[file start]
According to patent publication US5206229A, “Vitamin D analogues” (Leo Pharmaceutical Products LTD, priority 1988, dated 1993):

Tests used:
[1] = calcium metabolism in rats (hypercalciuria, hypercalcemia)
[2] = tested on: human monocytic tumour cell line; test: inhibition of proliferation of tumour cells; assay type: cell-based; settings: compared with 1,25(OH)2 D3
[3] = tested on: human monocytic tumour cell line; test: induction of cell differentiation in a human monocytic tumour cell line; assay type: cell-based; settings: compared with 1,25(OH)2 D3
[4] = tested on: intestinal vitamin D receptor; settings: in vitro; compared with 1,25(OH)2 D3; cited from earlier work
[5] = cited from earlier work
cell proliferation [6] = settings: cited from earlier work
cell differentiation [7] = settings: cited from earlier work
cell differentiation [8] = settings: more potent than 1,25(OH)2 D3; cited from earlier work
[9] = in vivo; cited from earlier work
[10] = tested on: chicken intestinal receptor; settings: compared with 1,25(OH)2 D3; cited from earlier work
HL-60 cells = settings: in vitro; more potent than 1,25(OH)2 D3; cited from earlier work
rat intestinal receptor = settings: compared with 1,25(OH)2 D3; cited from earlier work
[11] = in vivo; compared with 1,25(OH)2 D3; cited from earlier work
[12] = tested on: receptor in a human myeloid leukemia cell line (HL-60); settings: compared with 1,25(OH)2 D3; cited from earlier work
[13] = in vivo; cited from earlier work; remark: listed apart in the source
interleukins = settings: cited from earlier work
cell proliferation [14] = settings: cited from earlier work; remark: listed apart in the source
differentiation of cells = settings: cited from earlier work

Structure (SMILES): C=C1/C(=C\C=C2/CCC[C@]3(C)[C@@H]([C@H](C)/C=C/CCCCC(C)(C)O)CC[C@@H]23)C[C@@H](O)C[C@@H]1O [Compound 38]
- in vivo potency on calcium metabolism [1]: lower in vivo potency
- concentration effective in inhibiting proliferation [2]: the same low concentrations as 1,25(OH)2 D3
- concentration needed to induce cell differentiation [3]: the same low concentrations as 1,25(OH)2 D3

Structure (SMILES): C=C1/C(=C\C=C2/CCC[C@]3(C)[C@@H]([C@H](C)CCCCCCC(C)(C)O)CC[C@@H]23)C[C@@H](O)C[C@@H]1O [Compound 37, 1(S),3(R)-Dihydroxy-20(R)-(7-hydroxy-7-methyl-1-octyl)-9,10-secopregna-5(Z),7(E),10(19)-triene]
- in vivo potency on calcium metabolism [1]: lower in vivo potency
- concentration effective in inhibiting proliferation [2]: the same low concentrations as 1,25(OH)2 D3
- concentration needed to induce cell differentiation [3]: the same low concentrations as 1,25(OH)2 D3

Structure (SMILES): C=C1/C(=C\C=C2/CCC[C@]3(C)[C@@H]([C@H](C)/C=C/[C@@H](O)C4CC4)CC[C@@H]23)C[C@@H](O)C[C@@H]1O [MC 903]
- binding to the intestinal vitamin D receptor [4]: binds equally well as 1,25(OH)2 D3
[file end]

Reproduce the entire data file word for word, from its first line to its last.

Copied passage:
According to patent publication US5206229A, “Vitamin D analogues” (Leo Pharmaceutical Products LTD, priority 1988, dated 1993):

Tests used:
[1] = calcium metabolism in rats (hypercalciuria, hypercalcemia)
[2] = tested on: human monocytic tumour cell line; test: inhibition of proliferation of tumour cells; assay type: cell-based; settings: compared with 1,25(OH)2 D3
[3] = tested on: human monocytic tumour cell line; test: induction of cell differentiation in a human monocytic tumour cell line; assay type: cell-based; settings: compared with 1,25(OH)2 D3
[4] = tested on: intestinal vitamin D receptor; settings: in vitro; compared with 1,25(OH)2 D3; cited from earlier work
[5] = cited from earlier work
cell proliferation [6] = settings: cited from earlier work
cell differentiation [7] = settings: cited from earlier work
cell differentiation [8] = settings: more potent than 1,25(OH)2 D3; cited from earlier work
[9] = in vivo; cited from earlier work
[10] = tested on: chicken intestinal receptor; settings: compared with 1,25(OH)2 D3; cited from earlier work
HL-60 cells = settings: in vitro; more potent than 1,25(OH)2 D3; cited from earlier work
rat intestinal receptor = settings: compared with 1,25(OH)2 D3; cited from earlier work
[11] = in vivo; compared with 1,25(OH)2 D3; cited from earlier work
[12] = tested on: receptor in a human myeloid leukemia cell line (HL-60); settings: compared with 1,25(OH)2 D3; cited from earlier work
[13] = in vivo; cited from earlier work; remark: listed apart in the source
interleukins = settings: cited from earlier work
cell proliferation [14] = settings: cited from earlier work; remark: listed apart in the source
differentiation of cells = settings: cited from earlier work

Structure (SMILES): C=C1/C(=C\C=C2/CCC[C@]3(C)[C@@H]([C@H](C)/C=C/CCCCC(C)(C)O)CC[C@@H]23)C[C@@H](O)C[C@@H]1O [Compound 38]
- in vivo potency on calcium metabolism [1]: lower in vivo potency
- concentration effective in inhibiting proliferation [2]: the same low concentrations as 1,25(OH)2 D3
- concentration needed to induce cell differentiation [3]: the same low concentrations as 1,25(OH)2 D3

Structure (SMILES): C=C1/C(=C\C=C2/CCC[C@]3(C)[C@@H]([C@H](C)CCCCCCC(C)(C)O)CC[C@@H]23)C[C@@H](O)C[C@@H]1O [Compound 37, 1(S),3(R)-Dihydroxy-20(R)-(7-hydroxy-7-methyl-1-octyl)-9,10-secopregna-5(Z),7(E),10(19)-triene]
- in vivo potency on calcium metabolism [1]: lower in vivo potency
- concentration effective in inhibiting proliferation [2]: the same low concentrations as 1,25(OH)2 D3
- concentration needed to induce cell differentiation [3]: the same low concentrations as 1,25(OH)2 D3

Structure (SMILES): C=C1/C(=C\C=C2/CCC[C@]3(C)[C@@H]([C@H](C)/C=C/[C@@H](O)C4CC4)CC[C@@H]23)C[C@@H](O)C[C@@H]1O [MC 903]
- binding to the intestinal vitamin D receptor [4]: binds equally well as 1,25(OH)2 D3